Or taken from any recent newspaper.

I wanted to go back to sleep just to try again, maybe come out this sleep with something better. Second times a charm, you know.

But I couldn’t so I headed over to the studio for my morning rituals. But that feeling from my dreams lingered, like a foreboding prophetic omen that is always at the edge of my thoughts and my vision.

I have a floater in my right eye that sometimes, when I am looking straight ahead, will dart across the far right periphery of my field of vision. It’s been there a while now but I often still finding myself jerking my head reflexively to see what is there. Of course, there is never anything there yet its continued presence gives me an unsettling feeling as though something could be there when I look the next time.

Uncomfortable dream or terrible omen? I’m rooting for uncomfortable dream but who knows what our subconscious is up to these days.  So much of the info, the indicators, the patterns it selects to process from the outside world enter without our knowledge.

It all reminds me of the image at the top, a painting from back in 1996 or thereabouts. I can’t locate a slide of this piece but came across an old photocopy yesterday and was really taken with it. It’s called Strange Victory II designed as a kind of companion to Strange Victory which was an early painting that I showed here and was based on a favorite poem of mine with that title from Sara Teasdale.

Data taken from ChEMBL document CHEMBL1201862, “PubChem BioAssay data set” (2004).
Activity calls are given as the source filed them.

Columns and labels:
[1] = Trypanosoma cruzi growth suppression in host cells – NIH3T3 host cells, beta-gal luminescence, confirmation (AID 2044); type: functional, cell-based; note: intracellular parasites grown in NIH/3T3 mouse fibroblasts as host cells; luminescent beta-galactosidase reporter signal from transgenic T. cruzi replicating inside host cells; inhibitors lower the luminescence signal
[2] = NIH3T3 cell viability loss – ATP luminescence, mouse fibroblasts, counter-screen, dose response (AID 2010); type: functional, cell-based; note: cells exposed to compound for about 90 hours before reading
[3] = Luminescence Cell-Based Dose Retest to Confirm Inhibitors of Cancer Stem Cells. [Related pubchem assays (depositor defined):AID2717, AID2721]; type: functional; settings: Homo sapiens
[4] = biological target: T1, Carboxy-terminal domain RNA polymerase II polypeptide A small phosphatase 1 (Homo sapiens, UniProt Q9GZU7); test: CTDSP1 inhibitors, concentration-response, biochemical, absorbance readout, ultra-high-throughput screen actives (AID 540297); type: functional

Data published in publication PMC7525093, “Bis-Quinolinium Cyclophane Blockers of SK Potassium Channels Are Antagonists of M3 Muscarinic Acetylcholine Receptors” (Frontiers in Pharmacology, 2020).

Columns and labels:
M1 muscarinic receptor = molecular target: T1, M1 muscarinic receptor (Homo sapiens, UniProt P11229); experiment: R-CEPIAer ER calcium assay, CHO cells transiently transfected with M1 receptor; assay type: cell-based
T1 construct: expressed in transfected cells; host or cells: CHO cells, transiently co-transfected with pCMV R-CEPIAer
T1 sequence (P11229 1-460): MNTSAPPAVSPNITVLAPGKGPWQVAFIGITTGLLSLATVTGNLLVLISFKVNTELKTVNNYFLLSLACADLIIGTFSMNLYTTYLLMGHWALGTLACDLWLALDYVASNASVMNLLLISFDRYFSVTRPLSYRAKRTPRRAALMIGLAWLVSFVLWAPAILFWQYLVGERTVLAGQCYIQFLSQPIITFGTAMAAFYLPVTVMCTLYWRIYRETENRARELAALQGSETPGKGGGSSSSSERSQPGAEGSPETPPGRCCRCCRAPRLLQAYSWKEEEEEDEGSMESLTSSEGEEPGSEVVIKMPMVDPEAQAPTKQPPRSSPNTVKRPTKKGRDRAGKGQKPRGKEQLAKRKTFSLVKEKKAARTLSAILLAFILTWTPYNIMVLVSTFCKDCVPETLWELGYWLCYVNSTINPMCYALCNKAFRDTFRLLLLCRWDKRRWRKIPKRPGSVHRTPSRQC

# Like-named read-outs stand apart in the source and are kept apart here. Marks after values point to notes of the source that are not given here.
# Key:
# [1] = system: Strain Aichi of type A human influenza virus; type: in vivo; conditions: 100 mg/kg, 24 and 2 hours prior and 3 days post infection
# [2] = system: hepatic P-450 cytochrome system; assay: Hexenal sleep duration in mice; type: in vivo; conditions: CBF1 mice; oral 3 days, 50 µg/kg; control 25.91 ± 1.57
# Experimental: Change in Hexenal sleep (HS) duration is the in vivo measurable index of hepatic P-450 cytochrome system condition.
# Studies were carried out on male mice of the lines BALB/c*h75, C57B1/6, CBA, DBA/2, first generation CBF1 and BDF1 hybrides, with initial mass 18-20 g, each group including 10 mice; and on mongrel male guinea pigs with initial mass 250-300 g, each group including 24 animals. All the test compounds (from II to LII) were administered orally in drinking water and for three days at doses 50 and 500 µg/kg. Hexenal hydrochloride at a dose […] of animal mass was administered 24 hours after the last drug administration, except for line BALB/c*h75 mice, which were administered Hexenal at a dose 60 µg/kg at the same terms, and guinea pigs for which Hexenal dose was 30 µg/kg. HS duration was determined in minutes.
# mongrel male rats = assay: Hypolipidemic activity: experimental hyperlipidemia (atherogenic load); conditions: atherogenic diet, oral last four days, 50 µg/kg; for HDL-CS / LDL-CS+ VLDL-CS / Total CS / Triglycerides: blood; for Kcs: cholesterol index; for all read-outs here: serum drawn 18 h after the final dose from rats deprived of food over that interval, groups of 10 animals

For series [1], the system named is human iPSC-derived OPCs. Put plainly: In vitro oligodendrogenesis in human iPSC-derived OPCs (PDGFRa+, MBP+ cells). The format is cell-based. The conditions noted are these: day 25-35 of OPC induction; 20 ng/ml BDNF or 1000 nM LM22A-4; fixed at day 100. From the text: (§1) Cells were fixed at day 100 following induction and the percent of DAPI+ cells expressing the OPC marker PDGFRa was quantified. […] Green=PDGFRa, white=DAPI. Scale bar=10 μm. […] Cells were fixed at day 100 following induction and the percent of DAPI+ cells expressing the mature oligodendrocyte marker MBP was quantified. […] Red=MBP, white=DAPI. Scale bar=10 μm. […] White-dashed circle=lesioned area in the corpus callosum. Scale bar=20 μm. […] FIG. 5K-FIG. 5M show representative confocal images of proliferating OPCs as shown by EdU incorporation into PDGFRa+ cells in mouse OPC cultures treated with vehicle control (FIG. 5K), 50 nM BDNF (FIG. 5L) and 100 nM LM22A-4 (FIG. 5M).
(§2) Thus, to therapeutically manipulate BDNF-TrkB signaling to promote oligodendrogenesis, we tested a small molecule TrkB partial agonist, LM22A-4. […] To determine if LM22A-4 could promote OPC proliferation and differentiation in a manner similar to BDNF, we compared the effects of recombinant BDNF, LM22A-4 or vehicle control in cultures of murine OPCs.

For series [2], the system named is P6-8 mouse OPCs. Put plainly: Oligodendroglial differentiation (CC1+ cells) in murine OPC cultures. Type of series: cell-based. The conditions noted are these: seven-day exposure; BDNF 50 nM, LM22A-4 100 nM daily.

There is a lot that I like in this painting– the subtlety of the colors, the textures and the contrast of the figure and the tree against the backdrop. It is so simply constructed but has a fullness that is often elusive to me as an artist.

I think it’s a great companion piece for this week’s Sunday Morning Music. This week I chose Don’t Give Up, the Peter Gabriel song from back in the 1980’s. This version is from Willie Nelson accompanied by Sinead O’Connor, from his 1996 album, Across the Borderline. I think it’s a first rate cover of the song and I can envision the image of this painting when I listen to it.

Take a listen and have good day and better dreams.

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Another Sunday morning and I am ready for a little music. I was looking at some of the Nocturne paintings of James McNeill Whistler that I so much admire, like the one shown above from  1877, and thought I’d use that as the theme for this week’s music.

There are a lot of songs that use night as a theme but I settled on the classic Night Life written by Willie Nelson back in the late 1950’s. It has been covered by a lot of folks over the years, some good and some not so much. But  for me  while Willie’s version remains the truest and best of the bunch, I am partial to this performance by the great Marvin Gaye. He inserts his own special feeling into the song and the night life he creates is indeed his life. Good stuff.